With Zeiss, you can always expect solid image quality to a very high standard. The Zeiss Loxia 25mm f2.4 isn’t any different at all. This isn’t Zeiss’s fastest 25mm lens and so you can’t expect the bokeh to be anything like an f1.4 lens. But Zeiss’s color and lack of chromatic aberration are surely there. At this point, that’s all pretty standard though I’d be shocked to see if most people could tell the difference between Zeiss color and Sony color–and they’d be even more surprised as to how much their color profile plays into that. As always, Zeiss’ sharpness is also fantastic. You can’t fault this lens at all when you nail the focusing.


The Zeiss Loxia 25mm f2.4 has some very decent and pleasing bokeh. For a documentary shooter, landscape photographer, travel photographer and those who are all about capturing scenes as they are, f2.4 is a very good option due to the fact that it’s still a fast aperture and still lets you get a decent amount of your scene in focus without any problems. The bokeh here is very creamy in most instances and to get the bokeh best you should focus closely on your subject (probably up to three feet at max) and then focus on them at f2.4. Of course, when you focus even closer and shoot wide open, you’ll get even more bokeh.

Admittedly though, I’ve spent too much time on this lens’ bokeh. I don’t think that that is the main selling point here.

Chromatic Aberration

There generally is none. And if you see any, it’s very, very miniscule. Nothing to see here; you can also remove it in Capture One and Lightroom.

Color Rendition

As far as colors go with the Zeiss Loxia 25mm f2.4, I want you to imagine real life, but a tad more saturated. If I were to equate it to any film emulsion out there, I’d say that you should think about Kodak Gold and Provia in some ways. But Indeed, the Zeiss Loxia 25mm f2.4 has a color rendition all to itself that I can’t really put a finger on. But you’ll know it and feel it when you see it. With the Sony a7r III, you’re bound to get the best colors from a lens like this.


At f2.4, the Zeiss Loxia 25mm f2.4 is incredibly sharp. Stop it down further and the lens becomes even sharper. Optimum sharpness is at f11, but even so beyond f2.4 it doesn’t get so much so noticeably sharper. This lens only tend to just have more of a scene in focus, but the sharpness is there through and through. For most users, especially those who shoot candid photography, the sharpness will be more than enough for your needs.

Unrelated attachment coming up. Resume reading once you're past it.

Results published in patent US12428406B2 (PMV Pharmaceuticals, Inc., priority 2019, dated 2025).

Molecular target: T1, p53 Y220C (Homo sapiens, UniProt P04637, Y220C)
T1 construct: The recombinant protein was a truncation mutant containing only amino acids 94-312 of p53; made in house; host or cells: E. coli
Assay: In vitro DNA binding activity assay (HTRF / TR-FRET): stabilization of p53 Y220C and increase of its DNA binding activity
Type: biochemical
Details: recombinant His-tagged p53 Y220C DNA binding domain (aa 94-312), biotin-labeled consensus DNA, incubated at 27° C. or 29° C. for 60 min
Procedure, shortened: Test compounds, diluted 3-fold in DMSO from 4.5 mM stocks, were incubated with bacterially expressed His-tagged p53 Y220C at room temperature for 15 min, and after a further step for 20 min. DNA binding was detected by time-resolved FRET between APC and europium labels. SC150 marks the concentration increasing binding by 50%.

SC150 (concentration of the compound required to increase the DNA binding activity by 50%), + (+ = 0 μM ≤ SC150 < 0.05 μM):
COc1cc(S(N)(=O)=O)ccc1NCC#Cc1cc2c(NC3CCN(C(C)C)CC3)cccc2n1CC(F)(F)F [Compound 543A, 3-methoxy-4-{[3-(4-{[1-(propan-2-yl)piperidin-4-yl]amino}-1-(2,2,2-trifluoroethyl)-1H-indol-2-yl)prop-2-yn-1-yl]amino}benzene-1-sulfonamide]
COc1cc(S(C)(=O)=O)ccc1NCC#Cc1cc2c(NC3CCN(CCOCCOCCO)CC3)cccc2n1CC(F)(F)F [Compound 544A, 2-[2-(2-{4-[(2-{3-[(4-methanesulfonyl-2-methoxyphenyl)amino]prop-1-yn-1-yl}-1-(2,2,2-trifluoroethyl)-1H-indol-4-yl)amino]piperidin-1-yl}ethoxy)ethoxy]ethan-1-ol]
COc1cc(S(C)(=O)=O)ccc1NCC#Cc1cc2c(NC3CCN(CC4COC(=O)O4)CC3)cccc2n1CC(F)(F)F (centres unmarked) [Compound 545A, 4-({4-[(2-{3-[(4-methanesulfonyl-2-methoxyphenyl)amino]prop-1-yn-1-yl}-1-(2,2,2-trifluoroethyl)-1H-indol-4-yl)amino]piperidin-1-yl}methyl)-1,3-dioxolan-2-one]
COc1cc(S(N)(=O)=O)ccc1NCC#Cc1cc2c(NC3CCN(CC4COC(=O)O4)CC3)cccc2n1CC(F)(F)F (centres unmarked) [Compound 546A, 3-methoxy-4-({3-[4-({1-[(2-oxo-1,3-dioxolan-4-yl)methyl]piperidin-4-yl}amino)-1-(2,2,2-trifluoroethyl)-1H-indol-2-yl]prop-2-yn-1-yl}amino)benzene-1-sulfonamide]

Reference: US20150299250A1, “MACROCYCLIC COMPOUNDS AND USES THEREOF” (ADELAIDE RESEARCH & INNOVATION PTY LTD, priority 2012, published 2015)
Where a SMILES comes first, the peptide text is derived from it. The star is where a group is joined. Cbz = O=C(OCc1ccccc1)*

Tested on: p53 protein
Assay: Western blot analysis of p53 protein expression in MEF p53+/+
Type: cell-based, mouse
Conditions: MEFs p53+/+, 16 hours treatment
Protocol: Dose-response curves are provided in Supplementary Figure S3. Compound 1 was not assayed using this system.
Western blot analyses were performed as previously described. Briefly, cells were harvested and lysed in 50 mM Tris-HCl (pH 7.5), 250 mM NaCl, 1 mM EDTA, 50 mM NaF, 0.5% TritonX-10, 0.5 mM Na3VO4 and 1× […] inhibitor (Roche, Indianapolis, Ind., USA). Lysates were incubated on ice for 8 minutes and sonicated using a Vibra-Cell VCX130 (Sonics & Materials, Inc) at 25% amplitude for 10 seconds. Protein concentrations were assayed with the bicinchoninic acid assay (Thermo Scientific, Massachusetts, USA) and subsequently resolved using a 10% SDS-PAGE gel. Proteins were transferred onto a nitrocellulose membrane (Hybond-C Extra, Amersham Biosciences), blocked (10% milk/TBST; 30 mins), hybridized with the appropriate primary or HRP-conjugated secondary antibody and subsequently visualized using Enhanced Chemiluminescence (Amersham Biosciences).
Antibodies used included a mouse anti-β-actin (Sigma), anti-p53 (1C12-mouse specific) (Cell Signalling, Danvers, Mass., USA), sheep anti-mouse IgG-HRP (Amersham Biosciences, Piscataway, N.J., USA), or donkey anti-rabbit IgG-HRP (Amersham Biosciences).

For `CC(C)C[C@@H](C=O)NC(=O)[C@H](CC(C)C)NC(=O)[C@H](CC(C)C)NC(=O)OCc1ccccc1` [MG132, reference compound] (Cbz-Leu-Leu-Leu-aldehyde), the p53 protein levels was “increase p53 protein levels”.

Extra Image Samples



  • Not a terrible price point
  • Manual focus with little focus throw
  • Accurate zone focusing
  • Weather sealing
  • Compact
  • Well built


  • I’d personally wish it were a bit faster, but I can surely deal with f2.4

I want to call the Zeiss Loxia 25mm f2.4 the perfect lens for street photographers and those who shoot travel, landscapes and documentary style work in a certain way for the Sony FE camera owning crowd. And in all honesty, it really, probably is. You get to shoot wide, close, and have more than enough of your scene in focus when shooting wide open in many situations. Then on top of that you have weather sealing, short focus throw, and a metal body. Mount it to a weather sealed Sony a7 or a9 series body and you’re all good. Zone focus and you’ll quickly fall in love with and realize how awesome the Zeiss Loxia 25mm f2.4. Even when you are shooting wide open at night, you won’t have anything to worry about due to Sony’s image stabilization and just how good either high ISO output is.

Do I wish this lens were faster? I guess I do, but I also completely understand that 25mm f2.4 is more than enough for most uses. Would I do portraits with this lens? Wider, candid portraits: yes. Formalized portraits: no. Would I do documentary style work with this lens? I have. And I thoroughly enjoy it.

The Zeiss Loxia 25mm f2.4 deserves our Editor’s Choice Award for Best Lens for Candid Shooting on a Mirrorless Camera. And it also earns 5 out of 5 stars in part due to the $1,299 price tag.

Chris Gampat

Chris Gampat is the Editor in Chief, Founder, and Publisher of the Phoblographer. He also likes pizza.